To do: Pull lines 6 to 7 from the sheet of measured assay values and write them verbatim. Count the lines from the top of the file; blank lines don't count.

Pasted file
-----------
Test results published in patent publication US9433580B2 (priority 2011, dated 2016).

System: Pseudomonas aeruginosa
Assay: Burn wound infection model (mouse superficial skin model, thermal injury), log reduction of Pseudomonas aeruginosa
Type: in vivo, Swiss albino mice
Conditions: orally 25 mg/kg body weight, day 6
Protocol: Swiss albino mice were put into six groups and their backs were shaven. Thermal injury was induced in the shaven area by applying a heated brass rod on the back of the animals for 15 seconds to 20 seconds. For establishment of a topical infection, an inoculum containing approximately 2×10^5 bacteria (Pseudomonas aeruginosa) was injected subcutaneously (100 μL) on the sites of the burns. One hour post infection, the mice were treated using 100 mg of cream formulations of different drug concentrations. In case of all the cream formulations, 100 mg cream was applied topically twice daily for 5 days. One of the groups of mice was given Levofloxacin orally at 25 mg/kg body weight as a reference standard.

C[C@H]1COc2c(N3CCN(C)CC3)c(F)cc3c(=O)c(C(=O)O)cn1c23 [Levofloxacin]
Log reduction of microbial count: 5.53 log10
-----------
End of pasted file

Protocol: Swiss albino mice were put into six groups and their backs were shaven. Thermal injury was induced in the shaven area by applying a heated brass rod on the back of the animals for 15 seconds to 20 seconds. For establishment of a topical infection, an inoculum containing approximately 2×10^5 bacteria (Pseudomonas aeruginosa) was injected subcutaneously (100 μL) on the sites of the burns. One hour post infection, the mice were treated using 100 mg of cream formulations of different drug concentrations. In case of all the cream formulations, 100 mg cream was applied topically twice daily for 5 days. One of the groups of mice was given Levofloxacin orally at 25 mg/kg body weight as a reference standard.

C[C@H]1COc2c(N3CCN(C)CC3)c(F)cc3c(=O)c(C(=O)O)cn1c23 [Levofloxacin]